Blackface and the Black Bloc

Recycled from a post on the blog for my African-American History and Art class last fall:
During class on Thursday when we were talking about the history of white folks “blacking up” before protesting or rioting, I started thinking about how this history relates to the modern black bloc. For those who may not know, a black bloc is a protest tactic often used by anarchists and involves “masking up” and wearing identical clothing to facilitate property destruction and lawlessness. It first came to public attention in this country at the anti-WTO protests in Seattle in 1999.

I’ve been in a black bloc before, and there seem to be similarities between this tactic and the donning of blackface or other disguises in the past. The need to assume a different identity before taking part in transgressive behavior, the safety provided by blending into a monolithic body, the “masking” of the face, even the color choices.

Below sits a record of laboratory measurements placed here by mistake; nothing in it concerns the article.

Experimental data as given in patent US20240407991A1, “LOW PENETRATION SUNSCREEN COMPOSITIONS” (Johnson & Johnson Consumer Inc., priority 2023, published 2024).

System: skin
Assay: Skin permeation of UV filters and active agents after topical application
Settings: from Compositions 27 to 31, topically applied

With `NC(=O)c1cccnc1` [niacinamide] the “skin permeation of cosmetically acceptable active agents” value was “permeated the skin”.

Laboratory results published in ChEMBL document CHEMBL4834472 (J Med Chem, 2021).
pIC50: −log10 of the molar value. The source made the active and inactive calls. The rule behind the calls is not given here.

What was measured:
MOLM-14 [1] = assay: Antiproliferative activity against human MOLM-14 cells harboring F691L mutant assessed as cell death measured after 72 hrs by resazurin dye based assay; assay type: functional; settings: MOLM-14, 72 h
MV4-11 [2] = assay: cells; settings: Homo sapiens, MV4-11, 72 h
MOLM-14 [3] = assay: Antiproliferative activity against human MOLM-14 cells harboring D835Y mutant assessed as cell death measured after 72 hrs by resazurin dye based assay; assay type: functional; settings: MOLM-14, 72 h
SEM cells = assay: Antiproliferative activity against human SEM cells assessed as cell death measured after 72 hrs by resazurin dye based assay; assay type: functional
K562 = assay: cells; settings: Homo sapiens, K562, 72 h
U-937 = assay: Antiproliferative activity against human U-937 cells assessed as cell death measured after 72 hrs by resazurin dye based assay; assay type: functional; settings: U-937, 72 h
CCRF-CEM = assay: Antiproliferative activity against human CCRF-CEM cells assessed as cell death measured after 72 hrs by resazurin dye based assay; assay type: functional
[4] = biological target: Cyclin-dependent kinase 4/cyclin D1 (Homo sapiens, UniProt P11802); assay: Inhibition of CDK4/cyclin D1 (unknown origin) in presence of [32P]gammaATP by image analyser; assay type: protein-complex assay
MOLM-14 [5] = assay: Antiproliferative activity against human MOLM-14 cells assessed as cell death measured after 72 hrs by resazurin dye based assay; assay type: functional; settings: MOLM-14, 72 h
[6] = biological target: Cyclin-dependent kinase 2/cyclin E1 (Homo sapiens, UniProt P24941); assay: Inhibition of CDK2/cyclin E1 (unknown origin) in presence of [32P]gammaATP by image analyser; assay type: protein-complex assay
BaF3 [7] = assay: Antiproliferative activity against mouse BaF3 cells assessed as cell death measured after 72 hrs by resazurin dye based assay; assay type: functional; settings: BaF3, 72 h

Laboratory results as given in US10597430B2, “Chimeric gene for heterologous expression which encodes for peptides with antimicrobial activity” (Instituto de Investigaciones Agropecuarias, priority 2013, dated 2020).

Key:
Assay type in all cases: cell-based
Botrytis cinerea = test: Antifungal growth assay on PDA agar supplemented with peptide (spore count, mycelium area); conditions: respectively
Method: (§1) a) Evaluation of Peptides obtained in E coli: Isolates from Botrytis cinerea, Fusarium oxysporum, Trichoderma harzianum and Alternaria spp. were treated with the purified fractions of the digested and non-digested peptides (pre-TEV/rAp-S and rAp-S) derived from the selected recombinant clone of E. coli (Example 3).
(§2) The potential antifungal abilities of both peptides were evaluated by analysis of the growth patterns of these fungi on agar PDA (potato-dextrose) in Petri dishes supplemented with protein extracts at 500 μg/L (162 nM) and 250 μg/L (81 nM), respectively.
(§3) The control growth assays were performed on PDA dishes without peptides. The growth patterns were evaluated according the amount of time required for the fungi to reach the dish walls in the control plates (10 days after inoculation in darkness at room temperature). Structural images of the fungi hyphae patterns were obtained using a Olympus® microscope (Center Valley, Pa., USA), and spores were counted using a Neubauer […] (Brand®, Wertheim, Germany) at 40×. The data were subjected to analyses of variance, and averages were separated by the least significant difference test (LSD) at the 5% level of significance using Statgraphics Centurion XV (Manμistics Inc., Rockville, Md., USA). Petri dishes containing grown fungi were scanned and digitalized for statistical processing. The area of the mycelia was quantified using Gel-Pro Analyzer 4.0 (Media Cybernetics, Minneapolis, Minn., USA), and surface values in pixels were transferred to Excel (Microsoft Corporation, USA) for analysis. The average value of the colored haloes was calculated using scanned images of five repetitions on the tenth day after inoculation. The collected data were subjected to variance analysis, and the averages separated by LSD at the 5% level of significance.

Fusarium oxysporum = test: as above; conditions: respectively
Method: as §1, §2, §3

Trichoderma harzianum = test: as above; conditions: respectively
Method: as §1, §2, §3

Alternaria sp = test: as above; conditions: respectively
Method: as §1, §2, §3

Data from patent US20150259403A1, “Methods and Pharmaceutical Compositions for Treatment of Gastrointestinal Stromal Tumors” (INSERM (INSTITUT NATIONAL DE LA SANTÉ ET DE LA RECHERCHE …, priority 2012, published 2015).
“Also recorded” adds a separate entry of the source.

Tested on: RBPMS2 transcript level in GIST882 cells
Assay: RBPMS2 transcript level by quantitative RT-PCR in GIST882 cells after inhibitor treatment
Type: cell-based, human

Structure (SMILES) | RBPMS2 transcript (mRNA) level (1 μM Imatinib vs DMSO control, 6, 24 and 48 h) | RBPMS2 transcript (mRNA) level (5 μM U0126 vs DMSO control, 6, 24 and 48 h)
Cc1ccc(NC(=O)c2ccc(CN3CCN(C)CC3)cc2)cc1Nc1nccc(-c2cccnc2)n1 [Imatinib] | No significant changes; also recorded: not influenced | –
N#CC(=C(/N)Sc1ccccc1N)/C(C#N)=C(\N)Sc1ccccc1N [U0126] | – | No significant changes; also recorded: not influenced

One of the important critiques of the black bloc has been that it’s an almost entirely white tactic, and I think that’s a fair critique. Many of the participants lead fairly privileged lives, and are able to return to them afterward because of they have masked up. In the same sense that the colonists could take off their Indian garb after the Boston Tea Party, or 19th-century white rioters could take off their burnt cork, modern bloc-ers can remove their masks — their radical identities — and put them on the shelf until they are needed again.

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One Response to “Blackface and the Black Bloc”

  1. On Jay-Z, Race, Imagery & Black Blocs | Ernesto Aguilar Says:

    […] use of Blackness by whites to encourage police violence. In addition, educator Colin Eager writes, “I’ve been in a Black Bloc before, and there seem to be similarities between this tactic […]

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